Finally, I will be writing up the presentation I gave at our Austrian Workshop in Nashville in July. Specifically, I will show how Austrian economists knew that the housing bubble was going to burst. I will go beyond the mere qualitative statements like, “The Fed distorts interest rates,” and show the specific things that led me to declare (as early as July 2007) that this would be the worst recession in 25 years.

So check out the revamped website and bookstore. Our new book, How Privatized Banking Really Works, is available. (We have switched to a different “shopping cart” software, so the kinks in the shipping charges that some of you experienced two weeks ago should be ironed out now.)

Check out the cover of the Lara-Murphy Report, and hop on board the train. Everyone’s doing it. If we get enough subscribers, it will be possible for me to work on those deep macro questions that many of you constantly email me about. Wouldn’t it be nice if I actually answered you for a change?

7 Responses to “Sign Up for the Lara-Murphy Report!”

  1. Silas Barta says:

    Caitlin is an expert on insurance, and she will discuss the connection between investment banks and major insurers. (In our new book, one of our major themes is that individuals should pull their money out of the Wall Street/Fed nexus and put it into whole life insurance policies.)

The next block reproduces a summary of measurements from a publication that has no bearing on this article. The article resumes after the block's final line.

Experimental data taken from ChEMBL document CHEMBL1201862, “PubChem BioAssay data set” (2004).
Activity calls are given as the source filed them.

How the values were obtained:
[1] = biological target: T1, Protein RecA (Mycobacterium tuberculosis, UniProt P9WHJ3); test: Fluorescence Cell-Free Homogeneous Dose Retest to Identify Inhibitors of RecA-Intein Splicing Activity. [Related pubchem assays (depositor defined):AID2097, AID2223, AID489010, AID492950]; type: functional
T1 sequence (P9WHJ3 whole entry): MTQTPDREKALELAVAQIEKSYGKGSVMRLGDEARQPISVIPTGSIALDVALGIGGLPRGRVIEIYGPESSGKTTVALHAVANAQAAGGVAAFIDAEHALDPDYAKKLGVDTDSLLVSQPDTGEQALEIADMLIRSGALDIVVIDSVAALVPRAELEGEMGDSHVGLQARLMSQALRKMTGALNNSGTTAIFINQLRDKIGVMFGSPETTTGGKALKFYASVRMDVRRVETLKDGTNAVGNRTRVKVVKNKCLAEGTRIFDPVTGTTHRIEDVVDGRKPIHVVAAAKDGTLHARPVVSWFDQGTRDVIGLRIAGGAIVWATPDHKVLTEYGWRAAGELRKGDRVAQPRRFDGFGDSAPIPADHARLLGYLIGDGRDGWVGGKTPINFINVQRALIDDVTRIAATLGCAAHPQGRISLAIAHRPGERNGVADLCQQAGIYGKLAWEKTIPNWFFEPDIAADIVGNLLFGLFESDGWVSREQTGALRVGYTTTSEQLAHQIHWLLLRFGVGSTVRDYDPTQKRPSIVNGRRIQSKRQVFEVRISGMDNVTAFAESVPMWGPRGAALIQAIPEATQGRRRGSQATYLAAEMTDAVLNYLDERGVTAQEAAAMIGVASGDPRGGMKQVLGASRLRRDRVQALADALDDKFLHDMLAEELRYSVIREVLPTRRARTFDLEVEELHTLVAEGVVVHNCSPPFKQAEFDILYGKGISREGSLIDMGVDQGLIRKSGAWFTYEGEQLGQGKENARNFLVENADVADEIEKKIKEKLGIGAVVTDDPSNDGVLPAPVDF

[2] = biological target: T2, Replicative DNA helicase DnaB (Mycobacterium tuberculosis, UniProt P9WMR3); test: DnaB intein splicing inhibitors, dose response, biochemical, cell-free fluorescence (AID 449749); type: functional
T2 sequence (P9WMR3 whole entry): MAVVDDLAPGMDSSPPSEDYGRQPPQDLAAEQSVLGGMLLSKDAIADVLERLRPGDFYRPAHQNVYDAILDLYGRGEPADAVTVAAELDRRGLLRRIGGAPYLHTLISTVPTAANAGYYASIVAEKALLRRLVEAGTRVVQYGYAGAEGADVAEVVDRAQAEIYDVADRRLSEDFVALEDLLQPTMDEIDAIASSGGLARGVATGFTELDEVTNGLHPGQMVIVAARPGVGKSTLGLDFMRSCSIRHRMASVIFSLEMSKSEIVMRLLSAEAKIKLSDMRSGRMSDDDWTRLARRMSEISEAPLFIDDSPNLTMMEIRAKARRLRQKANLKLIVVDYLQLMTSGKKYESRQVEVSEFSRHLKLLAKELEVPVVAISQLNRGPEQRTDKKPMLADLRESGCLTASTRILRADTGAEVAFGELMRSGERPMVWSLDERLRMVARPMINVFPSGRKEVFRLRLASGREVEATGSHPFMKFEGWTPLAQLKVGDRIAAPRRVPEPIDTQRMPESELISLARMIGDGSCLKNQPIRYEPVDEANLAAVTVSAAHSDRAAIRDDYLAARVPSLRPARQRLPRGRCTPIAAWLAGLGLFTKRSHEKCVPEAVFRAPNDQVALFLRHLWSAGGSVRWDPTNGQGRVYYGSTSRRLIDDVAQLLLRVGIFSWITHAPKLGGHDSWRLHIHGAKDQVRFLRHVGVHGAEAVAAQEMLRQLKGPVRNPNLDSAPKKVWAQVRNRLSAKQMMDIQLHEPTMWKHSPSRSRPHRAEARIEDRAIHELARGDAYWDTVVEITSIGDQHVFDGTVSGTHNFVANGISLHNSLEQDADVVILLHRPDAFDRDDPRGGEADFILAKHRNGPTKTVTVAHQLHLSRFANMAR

I guess that’s one thing I still don’t understand: in what sense am I really decoupling myself from Wall Street and the Fed by having a whole life insurance policy? You recommend a mutual one, so that’s covered — it’s owned by the members. But then, when they have all this money, what do they invest it in to get these returns?

    I assume they’re the people (suckers) who are saying, “30 year government bonds at 3.5%? Lemme buy!” And then, of course, bonds from extremely blue-chip companies, which are probably the most government-entangled of all. (And it’s not like they need to hedge against inflation.)

    • bobmurphy says:

      Do I hear a topic for a Lara-Murphy report in the near future?!